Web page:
(Image used with permission of the Daughters of Charity Provincial Archives)
Both Vincent de Paul and Louise de Marillac died in 1660. The photo shows Mother Mathurine Guerin, 3rd Superioress General of the Daughters of Charity. The original portrait, along with portraits of all the community’s major superiors, hangs at the Daughters of Charity’s Mother House in Paris; the image seen here comes from a photograph in the Provincial Archives. We are especially indebted to Sister Elisabeth Charpy, D.C. for the content of this post, which is based heavily on her series of articles on Mother Mathurine Guerin in Echoes of the Company, 1986.
During Mother Mathurine Guerin’s 21 years as Superioress General of the Daughters of Charity, the community saw a great increase in the number of Sisters, the opening of more than 100 houses, and the opening of a second Seminary in Normandy. Also during her tenure, Father Rene Almeras, the first successor to Vincent de Paul as Superior General of the Congregation of the Mission and Daughters of Charity, arranged the community’s common rules into chapters. The community’s common rules, as arranged by Father Almeras and published in 1672, were used by the Daughters from the 17th century to the time of Vatican II.
The cornette originated as a simple covering for the head which would protect the Sisters from heat and cold. However, during Vincent and Louise’s time, the wearing of the cornette was not a universal practice. On July 26, 1685, Mother Mathurine sent a circular letter to all the community’s houses which addressed the issue of clothing, in particular the wearing of the cornette by all Sisters.
“The object of this Circular is to inform you that Father Jolly, our Most Honoured Father, having been informed that many of our Sisters were under the necessity of wearing the cornette, on account of the inconveniences they experience from the great cold in winter and the heat in summer, in serving the sick, which often obliged them to wear it for a time, thus causing a dissimilarity, some being able to do without it , and others not; all this having been considered, with the opinions of many persons of piety who found fault with the want of modesty of our head-dress, [Father Jolly] has permitted all to wear it on condition that it shall not be of finer quality than our other linen, for fear that what is allowed through necessity, may become an occasion of vanity.”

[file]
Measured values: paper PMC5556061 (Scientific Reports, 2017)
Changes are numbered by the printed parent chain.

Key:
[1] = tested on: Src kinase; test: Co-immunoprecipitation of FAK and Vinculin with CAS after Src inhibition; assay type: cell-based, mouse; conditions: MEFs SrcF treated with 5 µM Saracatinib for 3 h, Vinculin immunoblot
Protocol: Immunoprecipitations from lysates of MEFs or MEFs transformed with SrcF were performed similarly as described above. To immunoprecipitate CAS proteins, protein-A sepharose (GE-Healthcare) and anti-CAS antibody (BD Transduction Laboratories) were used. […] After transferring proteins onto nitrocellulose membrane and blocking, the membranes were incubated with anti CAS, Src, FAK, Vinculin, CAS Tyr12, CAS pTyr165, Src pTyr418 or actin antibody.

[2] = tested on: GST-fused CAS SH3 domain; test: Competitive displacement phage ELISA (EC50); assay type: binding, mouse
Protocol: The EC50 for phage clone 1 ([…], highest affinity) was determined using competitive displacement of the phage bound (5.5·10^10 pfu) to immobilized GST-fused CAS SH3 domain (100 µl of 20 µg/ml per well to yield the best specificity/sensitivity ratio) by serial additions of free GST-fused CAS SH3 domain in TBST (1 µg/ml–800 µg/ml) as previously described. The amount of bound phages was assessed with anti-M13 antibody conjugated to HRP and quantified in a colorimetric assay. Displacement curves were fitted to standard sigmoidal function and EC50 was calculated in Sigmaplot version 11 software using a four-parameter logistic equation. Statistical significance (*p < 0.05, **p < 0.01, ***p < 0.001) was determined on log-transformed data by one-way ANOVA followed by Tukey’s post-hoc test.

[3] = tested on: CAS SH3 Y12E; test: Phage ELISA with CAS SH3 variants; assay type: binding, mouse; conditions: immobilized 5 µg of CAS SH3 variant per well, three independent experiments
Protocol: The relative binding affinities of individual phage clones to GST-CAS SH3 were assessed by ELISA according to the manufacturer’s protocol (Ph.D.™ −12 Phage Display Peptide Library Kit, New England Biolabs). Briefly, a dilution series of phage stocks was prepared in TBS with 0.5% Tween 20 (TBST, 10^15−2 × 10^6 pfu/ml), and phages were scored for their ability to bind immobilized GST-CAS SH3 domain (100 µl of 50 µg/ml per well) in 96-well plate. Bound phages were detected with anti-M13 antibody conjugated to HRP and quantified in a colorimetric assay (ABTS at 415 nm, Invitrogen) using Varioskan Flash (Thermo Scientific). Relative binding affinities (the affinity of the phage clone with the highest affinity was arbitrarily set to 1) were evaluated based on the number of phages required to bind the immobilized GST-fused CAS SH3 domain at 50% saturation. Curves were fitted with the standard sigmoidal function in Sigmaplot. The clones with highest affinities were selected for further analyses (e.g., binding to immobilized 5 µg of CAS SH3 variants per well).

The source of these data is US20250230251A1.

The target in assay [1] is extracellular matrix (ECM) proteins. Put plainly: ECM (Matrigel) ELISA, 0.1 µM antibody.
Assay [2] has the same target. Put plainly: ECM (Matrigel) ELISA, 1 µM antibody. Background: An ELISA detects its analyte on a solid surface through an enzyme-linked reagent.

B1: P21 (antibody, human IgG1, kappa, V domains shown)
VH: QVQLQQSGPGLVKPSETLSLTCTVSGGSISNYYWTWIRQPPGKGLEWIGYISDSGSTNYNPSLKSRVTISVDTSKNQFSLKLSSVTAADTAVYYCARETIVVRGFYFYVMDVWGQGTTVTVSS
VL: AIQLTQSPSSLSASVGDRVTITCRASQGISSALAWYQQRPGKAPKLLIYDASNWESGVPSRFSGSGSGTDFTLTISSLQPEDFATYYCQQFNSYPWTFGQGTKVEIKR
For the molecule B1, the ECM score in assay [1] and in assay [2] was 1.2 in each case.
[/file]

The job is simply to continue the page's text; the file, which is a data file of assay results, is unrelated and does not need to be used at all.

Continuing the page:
In the words of Sister Elisabeth Charpy:
“The guiding principle behind such a decision was the service of the Poor. But Mathurine knew the dangers of feminine vanity. In certain regions of France, cornettes, also called coiffes, were made of fine material and ornamented with lace. Therefore she stressed the necessity of meoderation required from servants of the Poor.”
In Mother Mathurine’s time, the cornette fell loosely to the shoulders, as seen in the photo. Over time it was modified. Starch was used to stiffen it, and its edges were raised to form wide-spread wings. Over the centuries, the wings became progressively higher. By the end of the 19th century, the cornette had taken on the appearance that has become familiar to many.
In Part 4, we will discuss the union of the community founded by St. Elizabeth Ann Seton with the Daughters of Charity in 1850, and the change from Mother Seton’s “black cap” to the Daughters of Charity’s cornette.
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